What Causes Swollen Tonsils?

Tonsillitis

Woman having pain with a sore throat.
Swollen Tonsils. Stockbyte/Getty Images

To understand what causes swollen tonsils, or tonsillitis, you must first understand what tonsils are. The tonsils are part of the lymphatic system, which is responsible for ridding the body of toxins and other substances the body wants to get rid of. This system is also responsible for helping to protect your body against viruses and bacteria. After being trapped by the tonsils, inhaled particles are then transported to the lymphatic system and disposed of by the immune system.

Causes of Tonsillitis

While the tonsils serve as a front line defense from respiratory infections, occasionally the tonsils will actually become infected by the bacteria and viruses. Common infections that cause tonsillitis include:

Non-infectious causes of swollen tonsils are more rare, but may include:

It is also interesting to note that a condition called cryptic tonsils can make it appear as though there are white spots of pus on the tonsils even though the tonsils are not really infected

Symptoms of Tonsillitis

The most common symptom, and the biggest reason for seeking medical attention, related to swollen tonsils is a sore throat. Other common symptoms include:

  • odynophagia (painful swallowing)
  • dysphagia (difficulty swallowing)
  • redness at the site of your tonsils
  • pockets or patches of white on the tonsils (known as exudates)
  • other lymph node enlargement
  • fever
  • headache
  • fatigue
  • petechiae, or small red or purple spots on the roof of your mouth.

While there are many symptoms that can be related to tonsillitis, you are not likely to experience all of them.

In fact the set of symptoms you experience will actually help your doctor to identify what is causing your swollen tonsils.

Complications Related to Tonsillitis

Typically the symptoms related to tonsillitis are just annoying, requiring no intervention. If you have a viral infection, which is often the case, no treatment is required. If your symptoms are bad enough, your doctor may prescribe you medications to treat your symptoms but will not provide you with an antibiotic if a virus is suspected.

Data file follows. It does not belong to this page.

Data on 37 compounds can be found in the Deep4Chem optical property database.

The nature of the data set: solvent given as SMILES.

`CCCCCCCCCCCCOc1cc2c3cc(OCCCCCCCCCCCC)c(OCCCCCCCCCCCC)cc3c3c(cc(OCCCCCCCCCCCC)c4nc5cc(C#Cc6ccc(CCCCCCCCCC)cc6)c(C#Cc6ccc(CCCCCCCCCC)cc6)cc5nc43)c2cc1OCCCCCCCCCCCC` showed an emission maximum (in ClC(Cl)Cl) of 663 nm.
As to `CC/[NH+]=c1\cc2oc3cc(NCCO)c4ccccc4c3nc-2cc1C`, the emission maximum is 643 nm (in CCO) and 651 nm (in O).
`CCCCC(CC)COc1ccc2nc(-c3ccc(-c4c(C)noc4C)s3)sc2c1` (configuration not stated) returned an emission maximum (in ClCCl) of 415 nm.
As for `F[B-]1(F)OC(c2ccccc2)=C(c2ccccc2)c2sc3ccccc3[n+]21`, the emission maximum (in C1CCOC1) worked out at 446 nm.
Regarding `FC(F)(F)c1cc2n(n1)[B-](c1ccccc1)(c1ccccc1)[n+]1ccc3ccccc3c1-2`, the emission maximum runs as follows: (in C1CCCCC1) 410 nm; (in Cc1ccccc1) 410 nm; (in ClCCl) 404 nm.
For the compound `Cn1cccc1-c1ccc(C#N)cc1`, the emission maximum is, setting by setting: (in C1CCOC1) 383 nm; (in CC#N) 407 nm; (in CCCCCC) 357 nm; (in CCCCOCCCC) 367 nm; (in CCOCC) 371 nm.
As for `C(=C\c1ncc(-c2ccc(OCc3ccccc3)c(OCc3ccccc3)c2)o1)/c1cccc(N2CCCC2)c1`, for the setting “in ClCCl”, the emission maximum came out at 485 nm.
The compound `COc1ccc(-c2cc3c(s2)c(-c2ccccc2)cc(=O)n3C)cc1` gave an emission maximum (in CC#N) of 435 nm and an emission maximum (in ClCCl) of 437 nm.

Because complications of strep throat can be serious, you should see a doctor to have a strep test if you have swollen tonsils, especially if they are accompanied by redness and throat pain. Occasionally strep infections can become chronic and difficult to cure. Chronic strep infections sometimes make surgical removal of the tonsils necessary.

In some cases, tonsils may become so swollen that it may interfere with breathing or swallowing or cause obstructive sleep apnea. Sleep apnea is a serious condition that causes a person to stop breathing for a brief period of time while sleeping.

Studies have shown that sleep apnea can lead to daytime fatigue, depression, mood swings and more serious health conditions including high blood pressure and heart disease. Obstructive sleep apnea is also a leading indication for tonsillectomies in the United States.

Treatment for Tonsillitis

Swollen tonsils caused by bacterial infections can be treated with antibiotics. Symptoms usually go away within a few 24 hours after starting medication. Antiviral medications are not typically prescribed for most cases of swollen tonsils. Antivirals unlike antibiotics  do not actually kill a viral infection but slow down the spreading of the virus. This allows your body to fight the viral infection.

In some cases it may be possible to reduce your swollen tonsils using steroid medications. However, since steroid medications have many side-effects most doctors are hesitant to prescribe these medications unless the tonsils are extremely swollen and bothersome.

Sources:

American Academy of Otolaryngology - Head and Neck Surgery. Fact Sheet: Tonsillitis. Accessed: January 22, 2011 from http://www.entnet.org/HealthInformation/tonsillitis.cfm

Medscape. Tonsillitis and Peritonsillar Abscess. Accessed: April 30, 2016 from http://emedicine.medscape.com/article/871977-overview#a6

Medline Plus. Tonsillitis. Accessed: January 22, 2011 from http://www.nlm.nih.gov/medlineplus/ency/article/001043.htm

National Sleep Foundation. Sleep Apnea. Accessed: April 30, 2016 from https://sleepfoundation.org/sleep-disorders-problems/sleep-apnea

Yellon, RF & Chi, DH. (2012). Atlas of Pediatric Physical Diagnosis: Otolaryngology. Philadelphia, PA: Saunders/Elsevier.

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